The Fourth of July is loud, proud and colorful, but the fireworks that give the holiday its sparkle often land revelers in the hospital, says a local emergency medicine expert.
“Because it’s an outdoors holiday, there are people who are at risk for sports injuries. There are people who drink excessively throughout the day, and as the sun falls the fireworks come out. This is an extremely high-risk time for children, especially using sparklers and other fireworks that people think are benign.”
According to the Consumer Product Safety Commission, those innocent-looking sparklers can heat up to about 2,000 degrees, which is hot enough to melt some metals.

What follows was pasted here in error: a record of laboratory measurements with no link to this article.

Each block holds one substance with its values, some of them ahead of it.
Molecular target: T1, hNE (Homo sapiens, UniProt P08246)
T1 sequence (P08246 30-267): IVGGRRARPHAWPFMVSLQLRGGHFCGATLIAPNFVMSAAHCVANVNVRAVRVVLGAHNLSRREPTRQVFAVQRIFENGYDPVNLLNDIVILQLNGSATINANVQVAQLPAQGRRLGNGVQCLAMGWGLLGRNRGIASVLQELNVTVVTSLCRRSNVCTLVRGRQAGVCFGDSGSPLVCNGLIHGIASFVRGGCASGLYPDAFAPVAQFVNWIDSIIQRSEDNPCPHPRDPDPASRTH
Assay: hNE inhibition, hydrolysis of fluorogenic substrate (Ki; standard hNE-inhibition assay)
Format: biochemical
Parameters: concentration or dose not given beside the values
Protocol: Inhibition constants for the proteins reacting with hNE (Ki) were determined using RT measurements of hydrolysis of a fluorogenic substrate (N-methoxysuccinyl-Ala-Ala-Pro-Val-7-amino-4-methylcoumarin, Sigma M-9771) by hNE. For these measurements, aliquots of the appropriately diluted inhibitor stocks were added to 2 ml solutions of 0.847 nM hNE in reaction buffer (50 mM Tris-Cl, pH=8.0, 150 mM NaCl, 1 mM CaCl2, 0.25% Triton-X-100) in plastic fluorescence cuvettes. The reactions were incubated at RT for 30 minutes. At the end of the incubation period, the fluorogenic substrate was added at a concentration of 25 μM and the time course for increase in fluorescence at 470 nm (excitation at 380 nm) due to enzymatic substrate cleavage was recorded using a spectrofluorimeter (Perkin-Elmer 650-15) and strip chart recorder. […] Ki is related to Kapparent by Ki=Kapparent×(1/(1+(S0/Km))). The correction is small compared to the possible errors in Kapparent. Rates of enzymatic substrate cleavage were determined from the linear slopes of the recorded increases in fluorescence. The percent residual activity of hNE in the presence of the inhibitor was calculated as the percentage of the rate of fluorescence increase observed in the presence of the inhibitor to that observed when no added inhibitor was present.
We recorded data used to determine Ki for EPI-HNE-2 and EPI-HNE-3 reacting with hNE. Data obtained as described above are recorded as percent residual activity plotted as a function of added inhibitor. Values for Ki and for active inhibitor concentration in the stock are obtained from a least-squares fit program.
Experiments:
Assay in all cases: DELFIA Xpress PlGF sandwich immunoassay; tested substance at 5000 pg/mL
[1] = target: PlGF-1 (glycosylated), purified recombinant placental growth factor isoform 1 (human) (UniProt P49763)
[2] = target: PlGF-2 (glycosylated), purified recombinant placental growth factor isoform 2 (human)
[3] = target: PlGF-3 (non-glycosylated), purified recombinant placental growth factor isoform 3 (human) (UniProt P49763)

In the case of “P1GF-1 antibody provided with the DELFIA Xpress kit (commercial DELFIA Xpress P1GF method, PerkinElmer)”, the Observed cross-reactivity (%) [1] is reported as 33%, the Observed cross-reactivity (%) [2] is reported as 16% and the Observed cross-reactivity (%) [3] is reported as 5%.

Firework-related injuries tend to run the gamut, says Dr. Guttenberg, from superficial burns to devastating ones, lacerations, bruises and soft tissue damage, eye injuries, complaints of hearing loss, as well as perforated ear drums.
While males in their teens and 20s account for many of the injured who show up in emergency departments during the holiday, Dr. Guttenberg says that no demographic is unrepresented when it comes to fireworks gone awry.
“Typically, young males are greater risk takers, but everybody is at risk for injury, especially if fireworks go wrong and there are a lot of children and adults standing around watching.”
So how can you enjoy the Fourth and avoid injuries?
“The safest thing to do is distance and shielding from the fireworks,” said Dr. Guttenberg.